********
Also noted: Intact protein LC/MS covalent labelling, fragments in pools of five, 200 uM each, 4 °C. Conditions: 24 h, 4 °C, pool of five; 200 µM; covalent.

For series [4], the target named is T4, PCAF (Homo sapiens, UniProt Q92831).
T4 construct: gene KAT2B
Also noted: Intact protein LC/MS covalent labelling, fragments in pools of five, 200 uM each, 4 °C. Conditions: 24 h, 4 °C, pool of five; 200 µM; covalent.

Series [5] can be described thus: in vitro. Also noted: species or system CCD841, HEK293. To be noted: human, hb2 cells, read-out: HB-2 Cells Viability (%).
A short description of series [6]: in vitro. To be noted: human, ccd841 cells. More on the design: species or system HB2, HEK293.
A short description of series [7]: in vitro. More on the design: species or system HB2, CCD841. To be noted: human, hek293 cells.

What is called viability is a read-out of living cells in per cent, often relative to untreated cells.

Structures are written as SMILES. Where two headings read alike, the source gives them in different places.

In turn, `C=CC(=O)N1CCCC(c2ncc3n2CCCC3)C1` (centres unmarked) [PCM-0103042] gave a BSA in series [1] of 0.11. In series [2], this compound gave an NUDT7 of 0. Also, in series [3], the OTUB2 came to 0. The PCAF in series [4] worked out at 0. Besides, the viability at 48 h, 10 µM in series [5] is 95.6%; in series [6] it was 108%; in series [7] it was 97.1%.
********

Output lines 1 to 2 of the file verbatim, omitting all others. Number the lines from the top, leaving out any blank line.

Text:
Also noted: Intact protein LC/MS covalent labelling, fragments in pools of five, 200 uM each, 4 °C. Conditions: 24 h, 4 °C, pool of five; 200 µM; covalent.

For series [4], the target named is T4, PCAF (Homo sapiens, UniProt Q92831).